So you’re a relatively healthy person who did everything you were told to prevent getting sick — washed your hands, wore a mask, slept well, ate whole foods and exercised regularly — and you still wound up with COVID. The good news is, your symptoms are mild and seemingly under control. The bad news is, you’re going crazy cooped up in quarantine, and as much as your dumbbells are taunting you, you don’t know when it’s safe to workout again.
Many doctors believe that exercise is medicine and prior to COVID, the general rule among physicians was that if you didn’t have a fever and only had upper respiratory symptoms like a runny nose, then it was safe to sweat out your sickness. “If you’re fever-free and have a runny nose or congestion, exercise may help you feel better,” physician Leann Poston tells me. “If you’re having symptoms of a lower respiratory tract infection such as a cough or shortness of breath, then it’s better that you rest. “
When it comes to COVID, people can workout remotely without exposing other people to the virus, but given the growing amount of evidence that even mild cases can cause heart damage — not to mention, the tendency for COVID patients to seem fine one minute and then take dark turns the next — jumping right back into exercise is a precarious move at best. Likewise, the tragic deaths of otherwise young and healthy athletes — like former Florida State basketball player Michael Ojo, a 27-year-old who died of heart complications after recovering from the coronavirus — are shedding light on a troubling reality: The more you worked out before getting sick, the more dangerous it might be to hit the home gym right away.
This might seem counterintuitive, given the push from public health experts for people to exercise early on in the pandemic as a preventative measure. Specifically, research suggests that working out prior to contracting the coronavirus could help protect people from developing acute respiratory distress syndrome, or ARDS — a deadly complication that has killed approximately 45 percent of the COVID patients who had it. But when we get sick, our bodies tend to experience some inflammation as a result of our immune systems shifting into overdrive. With COVID, that swelling can extend to the heart and result in a condition known as myocarditis, a condition that temporarily weakens the heart and impairs its capacity to pump blood throughout the body (luckily, it usually heals with adequate rest). When people jump too quickly back into exercise while their hearts are still recovering, though, they can experience shortness of breath, irregular heart beats and even fatal complications such as cardiac arrest.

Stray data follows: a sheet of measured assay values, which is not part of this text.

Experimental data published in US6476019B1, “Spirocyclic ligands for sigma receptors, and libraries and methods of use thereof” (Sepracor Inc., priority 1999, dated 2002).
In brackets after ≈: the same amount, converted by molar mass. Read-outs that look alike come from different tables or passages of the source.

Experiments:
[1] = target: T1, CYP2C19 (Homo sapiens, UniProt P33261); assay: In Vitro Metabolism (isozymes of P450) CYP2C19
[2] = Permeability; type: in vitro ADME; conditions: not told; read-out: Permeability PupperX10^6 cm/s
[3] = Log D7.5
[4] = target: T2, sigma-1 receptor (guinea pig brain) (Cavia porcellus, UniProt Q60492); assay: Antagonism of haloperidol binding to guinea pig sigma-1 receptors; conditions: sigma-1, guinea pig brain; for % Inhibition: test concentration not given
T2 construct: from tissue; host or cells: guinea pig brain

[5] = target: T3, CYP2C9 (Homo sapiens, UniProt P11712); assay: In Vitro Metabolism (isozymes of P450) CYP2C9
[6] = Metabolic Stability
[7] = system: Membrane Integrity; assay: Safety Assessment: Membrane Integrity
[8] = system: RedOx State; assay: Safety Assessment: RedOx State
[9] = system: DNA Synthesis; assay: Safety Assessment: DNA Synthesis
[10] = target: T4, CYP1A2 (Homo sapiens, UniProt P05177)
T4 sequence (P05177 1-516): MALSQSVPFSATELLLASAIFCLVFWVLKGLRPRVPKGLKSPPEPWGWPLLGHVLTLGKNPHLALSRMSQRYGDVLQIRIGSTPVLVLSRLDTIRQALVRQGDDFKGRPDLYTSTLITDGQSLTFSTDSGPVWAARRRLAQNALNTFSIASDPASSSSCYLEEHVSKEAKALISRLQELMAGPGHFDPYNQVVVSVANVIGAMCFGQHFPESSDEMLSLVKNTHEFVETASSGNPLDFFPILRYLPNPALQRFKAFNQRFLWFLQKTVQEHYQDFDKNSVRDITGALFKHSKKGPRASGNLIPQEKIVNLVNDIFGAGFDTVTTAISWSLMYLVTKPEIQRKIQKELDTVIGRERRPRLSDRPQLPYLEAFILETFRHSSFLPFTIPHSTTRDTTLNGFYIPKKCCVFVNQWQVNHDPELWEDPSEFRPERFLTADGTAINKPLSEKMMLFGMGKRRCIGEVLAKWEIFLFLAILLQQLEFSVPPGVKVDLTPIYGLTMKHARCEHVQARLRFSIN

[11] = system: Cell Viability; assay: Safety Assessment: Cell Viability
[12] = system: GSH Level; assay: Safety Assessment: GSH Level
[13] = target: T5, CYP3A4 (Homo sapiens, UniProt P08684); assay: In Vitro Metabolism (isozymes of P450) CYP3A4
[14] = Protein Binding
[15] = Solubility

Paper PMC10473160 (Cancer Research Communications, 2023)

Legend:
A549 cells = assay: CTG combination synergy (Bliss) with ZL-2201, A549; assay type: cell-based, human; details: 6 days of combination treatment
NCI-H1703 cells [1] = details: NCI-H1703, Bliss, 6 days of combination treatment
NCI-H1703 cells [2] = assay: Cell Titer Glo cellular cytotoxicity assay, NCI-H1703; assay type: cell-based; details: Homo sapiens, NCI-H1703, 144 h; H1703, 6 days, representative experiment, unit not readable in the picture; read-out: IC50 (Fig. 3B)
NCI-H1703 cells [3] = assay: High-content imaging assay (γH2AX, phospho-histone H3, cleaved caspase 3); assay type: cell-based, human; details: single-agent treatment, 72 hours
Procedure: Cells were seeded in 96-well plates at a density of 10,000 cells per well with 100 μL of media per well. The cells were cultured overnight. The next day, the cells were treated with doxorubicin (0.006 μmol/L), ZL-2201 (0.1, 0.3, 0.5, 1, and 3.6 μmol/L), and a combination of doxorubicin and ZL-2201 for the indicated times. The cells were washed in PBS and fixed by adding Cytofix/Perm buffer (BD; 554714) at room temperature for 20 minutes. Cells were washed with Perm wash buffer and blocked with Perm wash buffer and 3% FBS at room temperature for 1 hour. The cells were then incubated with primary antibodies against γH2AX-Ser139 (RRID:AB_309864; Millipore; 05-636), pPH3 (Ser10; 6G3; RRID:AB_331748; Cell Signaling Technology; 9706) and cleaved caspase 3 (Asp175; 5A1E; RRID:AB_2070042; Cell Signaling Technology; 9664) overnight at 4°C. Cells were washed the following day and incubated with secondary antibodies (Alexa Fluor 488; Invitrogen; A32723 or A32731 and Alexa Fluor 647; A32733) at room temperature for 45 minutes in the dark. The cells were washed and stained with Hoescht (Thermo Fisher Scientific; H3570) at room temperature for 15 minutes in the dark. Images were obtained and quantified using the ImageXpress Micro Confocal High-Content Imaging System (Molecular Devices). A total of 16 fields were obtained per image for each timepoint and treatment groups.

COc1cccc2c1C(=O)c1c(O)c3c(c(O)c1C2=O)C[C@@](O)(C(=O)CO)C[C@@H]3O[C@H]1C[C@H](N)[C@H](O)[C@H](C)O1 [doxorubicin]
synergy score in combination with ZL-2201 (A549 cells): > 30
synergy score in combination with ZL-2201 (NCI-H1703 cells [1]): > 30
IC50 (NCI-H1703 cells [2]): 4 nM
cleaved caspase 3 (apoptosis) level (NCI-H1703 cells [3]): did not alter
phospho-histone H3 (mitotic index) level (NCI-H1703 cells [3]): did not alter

More importantly, athletes and people who do a lot of high-intensity training are already prone to having swole hearts to begin with, making them more at risk for complications from myocarditis. This explains why up to 16 percent of cardiac arrests that take place in public happen at the gym, and why a growing number of doctors recommend additional cardiovascular testing for athletes, like electrocardiograms and MRIs, before returning to their previous levels of physical activity once they’ve recovered from the coronavirus.
As for what that means for the average guy who works out a lot, like most things coronavirus-related, experts don’t really know, and the longer the pandemic goes on, there seem to be more questions than answers. That said, doctors are pretty sure that being sedentary isn’t the answer either, and comes with its own risks.
“Even if you feel bad, try to get up and walk around periodically to decrease your risk of blood clots,” Poston says, acknowledging that since there’s such a wide range of COVID symptoms people can experience, it’s hard to paint in broad strokes. “As always, contact your doctor with any questions on what’s best in your situation.”
Physician’s assistant Ben Tanner agrees that every case is different, but believes the average person can engage in light exercise with mild COVID, as long as they don’t have a fever and listen to their bodies. “For the vast majority of people who get mild cases, it’s fine to do some exercise,” Tanner says, adding that it doesn’t matter if it’s aerobic or strength training, as long as you take it easy at first. “Either way, you should start really light and gradually increase intensity, so if it starts to feel like too much you can back off a little bit.”
The bottom line is, if you want to make sure your heart has recovered enough to work out again, it’s best to consult with your doctor, especially if you have a history of cardiovascular issues. But when it comes to working out with COVID, make sure your jacked heart has the rest days it needs, just like the rest of your body. No one should be dying to get back into the gym.